However, nothing in RCW 43.03.305(1), or in any other statute we could find, authorizes a change in the membership of the Commission to reflect a change in the number of congressional districts in the state. RCW 43.03.305(1) plainly provides that eight members of the Commission are to be chosen by lot, one from each congressional district. Furthermore, the eight members chosen by law are evidently part of a scheme in which the Legislature intended that the Commission have an odd number of members, with a slight majority constituting the members drawn by lot. This scheme would be unbalanced if the Commission were to seat nine members drawn by lot rather than eight.
The Legislature's failure to amend RCW 43.03.305 to reflect the changed number of congressional districts leads to the problem posed by your third question: From which eight districts are new citizen members to be selected? This question requires us to construe RCW 43.03.305(1). The objective of statutory construction is, of course, to ascertain the Legislature's intent. E.g.,Ski Acres, Inc. v. Kittitas Cy., 118 Wn.2d 852, 827 P.2d 1000 (1992). To understand what the Legislature intended when it enacted the statute in 1986, we must "place ourselves in the light that legislature enjoyed". Linn v. Reid, 114 Wash. 609, 615, 196 P. 13 (1921).
In 1986 Washington had only eight congressional districts. Logically, it must have been those eight districts the Legislature had in mind when it drafted RCW 43.03.305(1). Since the Legislature neither authorized an increase in the number of citizen members to nine (reflecting the increase in the number of congressional districts) nor drew eight new districts to serve as constituencies for the eight citizen members of the Commission, we conclude that, absent further amendment by the Legislature, the congressional districts as they existed in 1986 are the districts from which new citizen members of the Commission are to be drawn.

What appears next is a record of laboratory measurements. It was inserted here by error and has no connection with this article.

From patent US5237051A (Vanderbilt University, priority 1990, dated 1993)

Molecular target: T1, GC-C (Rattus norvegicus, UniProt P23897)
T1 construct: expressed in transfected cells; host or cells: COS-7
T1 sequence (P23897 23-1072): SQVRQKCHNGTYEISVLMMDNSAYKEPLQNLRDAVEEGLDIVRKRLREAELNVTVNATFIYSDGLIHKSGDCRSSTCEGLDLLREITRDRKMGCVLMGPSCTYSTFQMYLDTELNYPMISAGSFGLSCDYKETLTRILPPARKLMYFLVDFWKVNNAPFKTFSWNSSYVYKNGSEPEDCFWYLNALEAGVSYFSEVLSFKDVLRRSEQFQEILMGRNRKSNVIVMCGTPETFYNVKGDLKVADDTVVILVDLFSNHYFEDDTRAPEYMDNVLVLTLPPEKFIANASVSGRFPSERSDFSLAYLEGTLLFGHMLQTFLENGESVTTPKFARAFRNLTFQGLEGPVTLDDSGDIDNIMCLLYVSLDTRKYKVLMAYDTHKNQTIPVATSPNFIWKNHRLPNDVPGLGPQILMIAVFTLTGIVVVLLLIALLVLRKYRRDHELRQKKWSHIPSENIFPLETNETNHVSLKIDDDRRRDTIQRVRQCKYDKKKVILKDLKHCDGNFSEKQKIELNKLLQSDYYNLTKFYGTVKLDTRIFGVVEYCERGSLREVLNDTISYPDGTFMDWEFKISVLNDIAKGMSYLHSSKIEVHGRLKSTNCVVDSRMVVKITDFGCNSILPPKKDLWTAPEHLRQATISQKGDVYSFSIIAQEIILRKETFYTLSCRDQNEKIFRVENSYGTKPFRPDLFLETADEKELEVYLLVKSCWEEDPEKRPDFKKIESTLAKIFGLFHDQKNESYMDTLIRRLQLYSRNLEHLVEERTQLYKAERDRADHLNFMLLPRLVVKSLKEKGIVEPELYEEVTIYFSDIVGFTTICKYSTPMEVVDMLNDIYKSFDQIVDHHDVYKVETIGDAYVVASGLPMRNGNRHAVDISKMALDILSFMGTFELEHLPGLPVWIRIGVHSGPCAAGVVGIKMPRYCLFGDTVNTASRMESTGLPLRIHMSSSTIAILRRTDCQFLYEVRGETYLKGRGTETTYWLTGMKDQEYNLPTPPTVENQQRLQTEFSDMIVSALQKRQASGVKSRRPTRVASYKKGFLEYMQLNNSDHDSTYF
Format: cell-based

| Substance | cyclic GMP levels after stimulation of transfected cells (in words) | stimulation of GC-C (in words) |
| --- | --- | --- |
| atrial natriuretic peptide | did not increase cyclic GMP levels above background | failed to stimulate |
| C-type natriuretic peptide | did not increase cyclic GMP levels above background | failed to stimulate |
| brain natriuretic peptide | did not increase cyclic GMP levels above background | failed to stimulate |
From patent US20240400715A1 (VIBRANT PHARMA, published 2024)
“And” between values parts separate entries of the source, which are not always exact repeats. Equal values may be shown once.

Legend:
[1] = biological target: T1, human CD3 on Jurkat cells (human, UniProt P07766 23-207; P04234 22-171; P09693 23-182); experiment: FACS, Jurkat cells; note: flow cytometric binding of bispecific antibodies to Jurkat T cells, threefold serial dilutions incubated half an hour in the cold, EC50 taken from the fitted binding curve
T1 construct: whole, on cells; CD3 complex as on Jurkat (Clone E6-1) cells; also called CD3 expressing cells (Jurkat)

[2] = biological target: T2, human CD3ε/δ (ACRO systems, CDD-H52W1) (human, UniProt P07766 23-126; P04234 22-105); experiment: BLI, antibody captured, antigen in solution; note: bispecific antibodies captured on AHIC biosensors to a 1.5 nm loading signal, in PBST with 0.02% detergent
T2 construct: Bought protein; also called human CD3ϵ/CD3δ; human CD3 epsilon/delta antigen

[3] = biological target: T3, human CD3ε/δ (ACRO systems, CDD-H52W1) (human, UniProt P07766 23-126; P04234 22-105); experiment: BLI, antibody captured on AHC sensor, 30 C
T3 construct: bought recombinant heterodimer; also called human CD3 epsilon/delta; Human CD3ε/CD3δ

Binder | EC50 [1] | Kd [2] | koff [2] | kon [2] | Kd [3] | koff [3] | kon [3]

We recognize that this answer may present practical problems for the secretary of state, who must compile lists of eligible voters from the current congressional districts and reassemble the voters' names to fit the old district boundaries. No other interpretation of the statute, however, is justified. The plain language of the statute does not permit the selection of a citizen member from each of the nine congressional districts, since only eight such members may be chosen. Furthermore, there is no reasoned basis for choosing members from only eight of the nine currently existing congressional districts. Thus, until the Legislature amends the statute, citizen members must be selected from the eight prior districts.
May a member of the Commission who was chosen by lot be reappointed? If so, how, by whom, and in accordance with what criteria is the member to be reappointed?
RCW 43.03.305(4) provides that no person may be appointed to serve more than two four-year terms on the Commission. Your question is whether this provision implies that any member may be reappointed for a second term.
Members of the Commission may be chosen in one of two ways: either they may be selected jointly by the speaker of the House of Representatives and the president of the Senate, or they may be selected by lot. RCW 43.03.305(1), (2). The seven members who are jointly selected by representatives of the Legislature are to have experience in the field of personnel management, and are to be drawn from specified sectors or recommended by particular entities. RCW 43.03.305(2).
The eight remaining members of the Commission are chosen by lot from the list of registered voters in this state. RCW 43.03.305(1). They are selected not for their expertise, but wholly at random.
Names of members chosen in both manners described above are forwarded to the governor, who must appoint these persons to the Commission. RCW 43.03.305(3). The governor has no discretion to refuse to appoint any person selected under RCW 43.03.305(1) or (2).
From this scheme, it is clear that citizen members — those whose names are drawn by lot — may be chosen only by chance. Neither the secretary of state, who selects the members' names, nor the governor, who must appoint any person whose name is forwarded, has any power to establish criteria that citizen members must meet. In other words, the statute provides no authority for anyone to select citizen members in any manner other than randomly.